Alessandra Biffi heads the Pediatric Onchematic Clinic in Padua, which is at the forefront of treating genetic pathologies: “Today, more frequent leukemias, in less severe forms, make 9 out of 10 children healthy, but that’s the way to bring them home. “.
“The other morning we cried with parents we have known for a long time: we had to say there was nothing more to do for their baby. These children often stay here with us for years. They become our children, they were my children, even before my Guido was born. ”Alessandra Biffi, 49, from Milan, runs the clinic in pediatric onchematology in Padua and teaches pediatrics at Bo ‘. Now that Covid has loosened the grip, the children have occupied the large space where they meet their parents and play. M is seven years old, she has lost all her hair, her eyes are blue like the color of a hospital wall. He made a paper plane that takes a short flight before falling. EI, 12, also hairless, clings to her young mother. He picks up a rubber dinosaur and moves it as in a scene from Jurassic Park: he pretends to be scared, then his mouth gets filled with laughter. Doctor Biffi looks behind the window. “This is a very special place. Here we deal with diagnosing and treating children who have blood diseases, including cancer. All rare diseases. Every day we have 60 patients and a ward that is always filled with 20 hospital beds and 6 beds. she arrived in Padua after an international career as a researcher and an experience as director of the Boston Department of Gene Therapy with a chair at Harvard. In his field he is an authority, he also has a place in Treccani’s book of the year. developed a method and drug for the treatment of a rare childhood disease, Leukodystrophiametachromatic (BN): healthy genes are introduced into the stem cells of patients through the modified HIV virus, which is used as a kind of ram before it is re-injected into the modified strain. sick.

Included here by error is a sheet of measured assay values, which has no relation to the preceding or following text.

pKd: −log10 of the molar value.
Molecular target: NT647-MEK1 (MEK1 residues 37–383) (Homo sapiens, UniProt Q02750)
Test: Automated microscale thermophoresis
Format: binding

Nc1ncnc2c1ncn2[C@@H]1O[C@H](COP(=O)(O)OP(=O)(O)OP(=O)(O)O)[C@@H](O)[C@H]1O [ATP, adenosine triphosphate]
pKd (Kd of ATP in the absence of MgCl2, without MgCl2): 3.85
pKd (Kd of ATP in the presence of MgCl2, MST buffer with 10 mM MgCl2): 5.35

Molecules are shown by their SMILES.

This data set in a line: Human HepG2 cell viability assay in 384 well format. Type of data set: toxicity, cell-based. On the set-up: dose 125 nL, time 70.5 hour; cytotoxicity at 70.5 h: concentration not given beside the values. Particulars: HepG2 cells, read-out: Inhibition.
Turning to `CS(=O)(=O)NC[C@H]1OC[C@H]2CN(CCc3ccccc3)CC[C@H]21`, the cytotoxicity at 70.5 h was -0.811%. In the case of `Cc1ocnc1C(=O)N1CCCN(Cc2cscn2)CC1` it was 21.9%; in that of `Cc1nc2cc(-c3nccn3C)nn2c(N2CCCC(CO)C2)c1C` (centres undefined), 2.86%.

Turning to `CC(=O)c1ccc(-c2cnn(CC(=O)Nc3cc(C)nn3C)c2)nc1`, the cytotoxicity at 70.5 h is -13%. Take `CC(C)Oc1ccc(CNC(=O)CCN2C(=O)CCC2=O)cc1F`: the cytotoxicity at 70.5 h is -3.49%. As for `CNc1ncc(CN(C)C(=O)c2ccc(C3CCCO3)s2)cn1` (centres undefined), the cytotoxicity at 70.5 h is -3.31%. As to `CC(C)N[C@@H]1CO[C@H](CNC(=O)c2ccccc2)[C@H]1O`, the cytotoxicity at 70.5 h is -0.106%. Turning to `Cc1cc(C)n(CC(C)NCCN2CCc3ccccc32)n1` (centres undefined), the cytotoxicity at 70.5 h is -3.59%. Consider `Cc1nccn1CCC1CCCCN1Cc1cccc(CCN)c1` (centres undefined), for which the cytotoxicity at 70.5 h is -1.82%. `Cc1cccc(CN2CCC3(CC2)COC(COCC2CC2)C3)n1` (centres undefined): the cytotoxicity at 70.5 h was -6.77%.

Does the method work, can it also be extended to other diseases?
“Yes, an oar has begun. My research explains how to use these cells with gene therapy, for example also for thalassemia. With a modified approach, it is also valid for the treatment of other cancers: For acute leukemias in children, there are already drugs on the market that are also useful for adults for leukemia and lymphomas. I was the first in Italy who, with a certain feeling, infused a child with a substance of this type. The new challenge now is to do it with new diseases, such as diabetes and multiple sclerosis ».
Was she a child who wanted to be a geneticist when she grew up?
“I lost my father when I was three and a half years old, I grew up with a mother who rolled up her sleeves and grandparents who are very close. Then my mother found a partner who followed me step by step. I had started in Engineering, I was bored, I was scared, so I said to my mother: I want to be happy in the morning to go to work, I change faculty. And I switched to medicine, I wanted to do genetics. Milan, near San Raffaele, had Professor Claudio Bordignon, Professor of Hematology, a pioneer in bone marrow transplantation between adults, founded a unique institute in Europe in collaboration with Telethon for the development of gene therapy. talk about leukemia, that was my topic: he invited me to discuss the thesis with him.From the moment I started dealing with gene therapy, I worked in the department for twenty years, until 2015. Bordignon and, after him, Maria Grazia Roncarolo and Luig in Naldini, they taught me how to go this way “.
And research based on the HIV virus?